On Unsafe Ground

Susan Trossman, RN

Disclosures

Am Nurs Today. 2018;13(1) 

In This Article

Abstract and Introduction

Introduction

Healthcare facilities are a microcosm of society, where like the general population, patients, family members, and visitors can have financial difficulties, violent histories, and poor coping skills, as well as struggles with behavioral health and substance use disorders. Add in pain, fear, and interventions involving physical contact, and these factors can create the perfect storm for violence against nurses and other healthcare workers.

"The ER is the front door to the hospital—open 24/7," said Lisa Wolf, PhD, RN, CEN, FAEN, director of the Institute for Emergency Nursing Research of the Emergency Nurses Association (ENA), an organizational affiliate of the American Nurses Association (ANA). That means that anyone, understandably, can walk in at any time.

"Also, any dynamic or condition that destabilizes [the environment] can lead to workplace violence—understaffing, long wait times, overcrowding, and factors that affect communication," Wolf added.

The persistence—and some say increased—incidents of violence within healthcare settings has led ANA, specialty and state nurses organizations, and other stakeholders to renew their call for the implementation of effective strategies and policies that address this hazard without further delay. And they want this problem to be treated with the seriousness it deserves for the safety of nurses, patients, and communities.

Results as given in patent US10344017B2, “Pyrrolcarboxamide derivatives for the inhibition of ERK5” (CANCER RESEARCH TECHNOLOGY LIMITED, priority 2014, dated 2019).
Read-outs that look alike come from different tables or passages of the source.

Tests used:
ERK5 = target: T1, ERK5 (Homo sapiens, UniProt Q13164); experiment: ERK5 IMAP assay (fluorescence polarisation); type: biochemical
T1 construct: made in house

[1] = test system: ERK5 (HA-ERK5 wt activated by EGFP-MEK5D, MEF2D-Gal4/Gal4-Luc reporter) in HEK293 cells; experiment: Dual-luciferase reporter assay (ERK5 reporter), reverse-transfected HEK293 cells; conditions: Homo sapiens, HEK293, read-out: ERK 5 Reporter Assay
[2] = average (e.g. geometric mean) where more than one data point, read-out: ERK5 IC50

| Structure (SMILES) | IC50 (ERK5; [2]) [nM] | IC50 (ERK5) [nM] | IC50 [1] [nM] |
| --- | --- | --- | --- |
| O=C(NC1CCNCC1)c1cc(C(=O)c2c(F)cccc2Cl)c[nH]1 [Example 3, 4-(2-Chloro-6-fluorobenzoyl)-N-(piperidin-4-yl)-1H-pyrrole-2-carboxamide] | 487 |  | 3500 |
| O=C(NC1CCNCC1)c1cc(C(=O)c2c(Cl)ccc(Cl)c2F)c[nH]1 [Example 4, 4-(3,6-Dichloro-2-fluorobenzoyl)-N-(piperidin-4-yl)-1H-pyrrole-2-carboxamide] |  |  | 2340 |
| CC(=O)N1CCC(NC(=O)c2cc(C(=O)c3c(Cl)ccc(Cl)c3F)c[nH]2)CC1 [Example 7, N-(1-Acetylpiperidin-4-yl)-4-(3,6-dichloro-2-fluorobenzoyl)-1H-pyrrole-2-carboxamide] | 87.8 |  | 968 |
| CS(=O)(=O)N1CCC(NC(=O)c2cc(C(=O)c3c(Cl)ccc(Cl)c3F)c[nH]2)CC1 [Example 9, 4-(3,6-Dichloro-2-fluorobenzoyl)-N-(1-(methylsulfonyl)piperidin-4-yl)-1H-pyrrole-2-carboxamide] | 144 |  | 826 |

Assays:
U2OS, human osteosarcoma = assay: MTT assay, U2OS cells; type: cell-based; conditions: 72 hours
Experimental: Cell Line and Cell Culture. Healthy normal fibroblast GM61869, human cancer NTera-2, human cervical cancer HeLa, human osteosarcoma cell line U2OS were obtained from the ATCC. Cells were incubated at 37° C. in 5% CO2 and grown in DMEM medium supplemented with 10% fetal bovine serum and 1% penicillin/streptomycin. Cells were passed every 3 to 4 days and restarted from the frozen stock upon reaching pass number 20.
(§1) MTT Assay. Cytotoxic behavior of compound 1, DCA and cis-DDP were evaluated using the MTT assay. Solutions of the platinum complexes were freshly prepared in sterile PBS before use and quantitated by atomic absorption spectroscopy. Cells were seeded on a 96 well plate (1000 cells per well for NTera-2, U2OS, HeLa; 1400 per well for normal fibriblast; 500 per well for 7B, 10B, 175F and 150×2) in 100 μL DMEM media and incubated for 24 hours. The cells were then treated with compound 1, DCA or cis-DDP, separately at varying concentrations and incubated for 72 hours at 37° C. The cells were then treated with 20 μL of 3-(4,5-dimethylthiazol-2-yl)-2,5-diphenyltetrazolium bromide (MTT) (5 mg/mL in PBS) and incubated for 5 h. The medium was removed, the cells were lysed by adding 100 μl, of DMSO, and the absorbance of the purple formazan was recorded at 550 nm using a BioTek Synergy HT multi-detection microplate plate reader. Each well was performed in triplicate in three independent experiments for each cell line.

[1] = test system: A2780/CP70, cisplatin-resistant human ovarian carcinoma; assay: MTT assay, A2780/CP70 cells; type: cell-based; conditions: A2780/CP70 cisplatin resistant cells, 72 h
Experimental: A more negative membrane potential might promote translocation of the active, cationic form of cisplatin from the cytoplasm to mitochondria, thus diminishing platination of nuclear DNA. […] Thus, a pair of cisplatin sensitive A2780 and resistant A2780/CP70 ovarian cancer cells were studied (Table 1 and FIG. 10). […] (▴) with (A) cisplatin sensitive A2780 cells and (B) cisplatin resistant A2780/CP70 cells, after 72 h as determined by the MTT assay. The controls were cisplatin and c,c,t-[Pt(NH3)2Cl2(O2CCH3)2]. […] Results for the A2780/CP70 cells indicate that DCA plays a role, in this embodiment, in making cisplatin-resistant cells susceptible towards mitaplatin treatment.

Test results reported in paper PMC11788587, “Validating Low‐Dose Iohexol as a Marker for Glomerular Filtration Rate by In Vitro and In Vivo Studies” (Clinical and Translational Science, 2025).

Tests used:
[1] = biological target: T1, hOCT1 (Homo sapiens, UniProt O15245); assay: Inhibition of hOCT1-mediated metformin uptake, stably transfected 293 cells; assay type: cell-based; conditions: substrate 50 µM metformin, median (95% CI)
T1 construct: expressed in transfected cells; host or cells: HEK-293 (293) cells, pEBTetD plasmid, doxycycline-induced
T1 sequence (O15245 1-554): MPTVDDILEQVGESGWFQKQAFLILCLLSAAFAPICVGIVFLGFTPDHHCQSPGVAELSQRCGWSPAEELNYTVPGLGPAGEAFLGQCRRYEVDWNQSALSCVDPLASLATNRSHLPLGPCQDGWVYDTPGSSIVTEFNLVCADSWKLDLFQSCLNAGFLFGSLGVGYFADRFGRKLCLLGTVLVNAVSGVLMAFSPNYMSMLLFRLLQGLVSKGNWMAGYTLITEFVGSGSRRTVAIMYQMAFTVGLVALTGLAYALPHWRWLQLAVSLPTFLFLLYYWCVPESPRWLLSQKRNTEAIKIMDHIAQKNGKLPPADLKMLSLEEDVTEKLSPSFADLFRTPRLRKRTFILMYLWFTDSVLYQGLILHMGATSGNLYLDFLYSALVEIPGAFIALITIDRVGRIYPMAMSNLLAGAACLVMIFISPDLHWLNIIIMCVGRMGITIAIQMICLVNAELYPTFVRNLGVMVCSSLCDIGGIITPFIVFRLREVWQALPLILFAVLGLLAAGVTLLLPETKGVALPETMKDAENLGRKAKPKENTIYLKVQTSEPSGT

ANA is encouraging nurses to add their names to #EndNurseAbuse, which calls for zero tolerance when it comes to abuse against nurses, reporting abuse when it occurs, and asking others to sign the pledge. Utah Nurses Association member Alex Wubbels, RN, is helping to lead this initiative. Additionally, ANA is working to bring together nurses, other healthcare stakeholders, and consumers to determine ways to systematically reduce the incidence of violence and abuse within health care. A key area of their focus will be barriers to reporting violence.

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